Experienced personal trainers are leaving big box clubs for three reasons, but big box club operators can take a cue from their trainers and adapt a new type of programming that drives retention and adds revenue.
More experienced trainers often are tempted to move onto studios where they can sometimes find more flexibility and higher pay, according to some studio operators. Photo by Thinkstock.
The recent explosion of private and franchised small group training studios has proven that, for health clubs, bigger doesn't always mean better. In addition to pulling members out of big box health clubs, small group training studios attract talented trainers who are looking for ways to develop better client relationships and maximize earning potential.
Though some club operators may view small training studios as a threat, industry experts say the business model is an opportunity for large health clubs to follow the trainers' lead to a new type of programming that drives retention and adds revenue.
Josh A. Leve, co-founder and president of the Association of Fitness Studios (AFS), has worked in the health club industry for a decade and has managed both big box clubs and small studios. Through AFS, he consults with small studios and helps them gain access to resources that traditionally are available only to larger clubs.
Leve says that three things motivate personal trainers to leave big box clubs and join smaller training studios: flexibility, tighter client/trainer relationships and money.
"Just go walk around any major metropolitan city and you can come upon 30 to 40 of these facilities," Leve says. "You're not confined to this corporate structure that these big box clubs have become known for. Trainers are creative people. A lot of trainers are realizing instead of working at one health club, they can work at three to four different studios."
One way larger health clubs are battling this trend is by eliminating part-time training positions and requiring trainers to become full-time employees. Many also try to keep employees invested in their club by requiring trainers to sign non-compete agreements, Leve says.
Although small studios may seem enticing to personal trainers, Leve says the growth in small studios is not a major threat to large health clubs.
"If an owner is worried they are going to lose their own clients or their own trainers to the competition, there is a larger issue there, and they are not creating enough value or enough experience to make their members want to stay," he says.
Eddie Tock, an industry consultant and a partner in REX Roundtables, says the small group studio trend is opening opportunities for everyone in the fitness industry.
"What we've seen is there's definitely more clubs opening, many of which are small studios or small personal training, but a lot of clubs are expanding their training programs to include small group training," Tock says. "They are adding team training and small group training of two to four people. Every club out there is recognizing that this is a trend that is good for business. The trainers can make more money, the members can pay less money and the club will make more money."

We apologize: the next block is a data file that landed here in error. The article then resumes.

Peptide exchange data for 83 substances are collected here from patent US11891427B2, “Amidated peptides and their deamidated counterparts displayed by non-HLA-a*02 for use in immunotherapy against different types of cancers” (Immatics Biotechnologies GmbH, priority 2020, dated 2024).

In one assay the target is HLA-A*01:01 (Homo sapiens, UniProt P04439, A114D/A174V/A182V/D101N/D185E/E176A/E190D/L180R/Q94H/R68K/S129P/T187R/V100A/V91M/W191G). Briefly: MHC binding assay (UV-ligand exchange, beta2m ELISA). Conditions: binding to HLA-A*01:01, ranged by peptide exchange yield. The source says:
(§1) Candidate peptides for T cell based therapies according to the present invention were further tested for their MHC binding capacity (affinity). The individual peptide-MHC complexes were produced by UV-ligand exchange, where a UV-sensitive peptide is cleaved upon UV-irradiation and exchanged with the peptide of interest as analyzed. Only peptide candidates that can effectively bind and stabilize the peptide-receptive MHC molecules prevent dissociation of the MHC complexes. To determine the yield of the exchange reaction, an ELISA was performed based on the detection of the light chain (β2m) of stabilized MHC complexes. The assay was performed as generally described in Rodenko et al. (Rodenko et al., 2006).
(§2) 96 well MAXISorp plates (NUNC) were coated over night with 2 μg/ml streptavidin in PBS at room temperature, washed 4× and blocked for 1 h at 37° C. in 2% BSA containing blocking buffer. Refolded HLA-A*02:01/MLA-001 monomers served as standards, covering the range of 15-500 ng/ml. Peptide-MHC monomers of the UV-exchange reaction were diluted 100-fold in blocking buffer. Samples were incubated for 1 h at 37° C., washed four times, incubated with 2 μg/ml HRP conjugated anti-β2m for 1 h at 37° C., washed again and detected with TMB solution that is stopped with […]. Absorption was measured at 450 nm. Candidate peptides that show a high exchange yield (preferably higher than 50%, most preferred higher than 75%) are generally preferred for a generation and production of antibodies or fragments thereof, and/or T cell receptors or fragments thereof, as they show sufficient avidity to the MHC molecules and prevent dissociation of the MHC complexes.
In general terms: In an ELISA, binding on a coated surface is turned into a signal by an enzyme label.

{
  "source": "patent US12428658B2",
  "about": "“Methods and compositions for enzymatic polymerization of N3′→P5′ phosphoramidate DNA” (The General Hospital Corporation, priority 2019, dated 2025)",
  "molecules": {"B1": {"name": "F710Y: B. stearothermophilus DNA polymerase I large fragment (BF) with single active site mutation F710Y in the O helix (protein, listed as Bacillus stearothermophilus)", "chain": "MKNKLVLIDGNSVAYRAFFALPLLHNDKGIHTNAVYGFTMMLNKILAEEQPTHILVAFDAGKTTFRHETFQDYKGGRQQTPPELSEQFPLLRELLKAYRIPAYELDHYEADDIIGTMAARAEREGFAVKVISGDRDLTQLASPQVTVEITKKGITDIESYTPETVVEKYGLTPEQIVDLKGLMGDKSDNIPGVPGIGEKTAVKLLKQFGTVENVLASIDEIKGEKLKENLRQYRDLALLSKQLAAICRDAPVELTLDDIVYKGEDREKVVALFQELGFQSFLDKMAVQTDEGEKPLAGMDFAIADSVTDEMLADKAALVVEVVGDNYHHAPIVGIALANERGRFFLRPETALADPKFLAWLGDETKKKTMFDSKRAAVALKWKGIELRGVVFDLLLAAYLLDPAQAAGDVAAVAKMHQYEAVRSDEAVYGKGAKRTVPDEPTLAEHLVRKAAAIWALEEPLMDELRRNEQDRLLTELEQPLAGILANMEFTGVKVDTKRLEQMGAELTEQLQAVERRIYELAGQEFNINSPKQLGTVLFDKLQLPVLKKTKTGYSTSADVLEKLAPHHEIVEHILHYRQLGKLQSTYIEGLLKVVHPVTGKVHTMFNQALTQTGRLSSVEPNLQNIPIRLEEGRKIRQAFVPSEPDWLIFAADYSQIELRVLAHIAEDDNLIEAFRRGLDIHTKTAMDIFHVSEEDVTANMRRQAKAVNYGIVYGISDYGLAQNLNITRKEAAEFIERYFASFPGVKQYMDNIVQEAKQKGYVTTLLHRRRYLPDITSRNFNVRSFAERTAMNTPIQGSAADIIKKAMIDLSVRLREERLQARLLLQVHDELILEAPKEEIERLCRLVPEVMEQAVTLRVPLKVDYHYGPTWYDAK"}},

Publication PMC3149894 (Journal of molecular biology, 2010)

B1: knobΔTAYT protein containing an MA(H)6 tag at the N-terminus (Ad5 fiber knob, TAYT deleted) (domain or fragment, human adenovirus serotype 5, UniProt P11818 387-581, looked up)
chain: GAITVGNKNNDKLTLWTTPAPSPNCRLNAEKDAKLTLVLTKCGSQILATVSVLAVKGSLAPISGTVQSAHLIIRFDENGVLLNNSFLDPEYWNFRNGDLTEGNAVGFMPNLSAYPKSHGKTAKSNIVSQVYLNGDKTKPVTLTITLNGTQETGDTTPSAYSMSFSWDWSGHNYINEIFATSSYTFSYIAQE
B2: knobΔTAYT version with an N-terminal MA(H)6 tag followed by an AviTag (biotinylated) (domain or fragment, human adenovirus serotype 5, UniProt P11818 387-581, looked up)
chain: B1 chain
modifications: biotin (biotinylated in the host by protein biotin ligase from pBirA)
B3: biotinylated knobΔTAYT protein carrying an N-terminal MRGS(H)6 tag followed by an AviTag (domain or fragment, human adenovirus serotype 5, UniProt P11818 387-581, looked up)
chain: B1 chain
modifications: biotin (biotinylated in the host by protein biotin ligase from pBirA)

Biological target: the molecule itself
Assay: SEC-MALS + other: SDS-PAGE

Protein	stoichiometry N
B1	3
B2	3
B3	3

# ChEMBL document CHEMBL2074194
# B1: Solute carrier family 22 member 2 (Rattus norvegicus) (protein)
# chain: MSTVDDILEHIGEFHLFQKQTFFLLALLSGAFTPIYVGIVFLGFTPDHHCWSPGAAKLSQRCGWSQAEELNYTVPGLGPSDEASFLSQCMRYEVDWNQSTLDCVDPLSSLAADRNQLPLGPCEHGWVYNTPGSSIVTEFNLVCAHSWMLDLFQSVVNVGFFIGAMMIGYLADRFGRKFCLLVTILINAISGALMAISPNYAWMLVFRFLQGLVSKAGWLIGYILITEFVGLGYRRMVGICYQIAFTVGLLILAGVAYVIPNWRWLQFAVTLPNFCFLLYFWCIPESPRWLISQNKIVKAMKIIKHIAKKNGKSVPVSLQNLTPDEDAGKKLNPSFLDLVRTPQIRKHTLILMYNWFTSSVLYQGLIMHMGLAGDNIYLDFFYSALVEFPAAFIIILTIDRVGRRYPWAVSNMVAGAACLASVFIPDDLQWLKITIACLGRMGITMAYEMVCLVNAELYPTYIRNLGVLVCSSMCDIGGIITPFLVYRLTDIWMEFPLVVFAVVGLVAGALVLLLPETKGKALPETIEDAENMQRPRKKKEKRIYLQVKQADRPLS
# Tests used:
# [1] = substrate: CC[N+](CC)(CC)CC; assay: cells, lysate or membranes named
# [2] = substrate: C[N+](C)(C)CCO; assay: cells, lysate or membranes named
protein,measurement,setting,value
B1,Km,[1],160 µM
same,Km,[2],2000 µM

The threat of losing his best trainers to smaller studios does not worry Bill Windschief, owner of World Gym, Lewisville, TX, and executive team member with World Gym International, Los Angeles. To Windschief, trainer turnover simply comes with the territory of operating a large club.
"Anecdotally, I would say that trainers are always kind of bee-bopping around," Windschief says. "They are always thinking about opening their studio or looking for places they can make more money. If you have a great trainer with a lot of education and a big following, sometimes those trainers will go to smaller studios. Typically, in my experience, those are not the folks that we are hiring. The traditional health clubs are getting good, qualified trainers that are not yet established—maybe just starting out—because we have to maintain a certain profit margin."
Small group training franchise Orangetheory Fitness, Fort Lauderdale, FL, is expanding across the country and entering markets that were once dominated by big box clubs. Reginald Williams, head trainer at Orangetheory Fitness in Fairfax, VA, and regional general manager for Virginia and the District of Columbia, says more experienced trainers are leaving big box clubs for the small group training environment because the opportunities are often better for highly qualified trainers, particularly in the area of compensation.
Commission-based compensation packages for trainers at big box clubs have changed little recently, Williams says, and they hit a revenue ceiling. Often, trainers come to places such as Orangetheory looking for a new structure where they can maximize relationships and earning potential. Orangetheory does not make trainers sign a non-compete and allows them to train at any studio or health club they choose.
"Our coaches aren't responsible for the sales of each individual member," Williams says. "It's really a team-based thing. We have sales associates that are responsible for prospecting and bringing in members."
Tami Mensh, Orangetheory Fitness marketing manager, says Orangetheory and studios like it are not in direct competition with large health clubs, and they can co-exist peacefully. Small studios offer a different type of experience for a different type of trainer and member, she says.
"We do one thing and we do it well as a small studio," she says. "Big box clubs are more apt to take trainers who are just starting out because [the big clubs] are looking to make more money per session and aren't necessarily very concerned about trainer retention. Smaller clubs depend more on the relationships built within their club and tend to pay trainers more to keep them happy."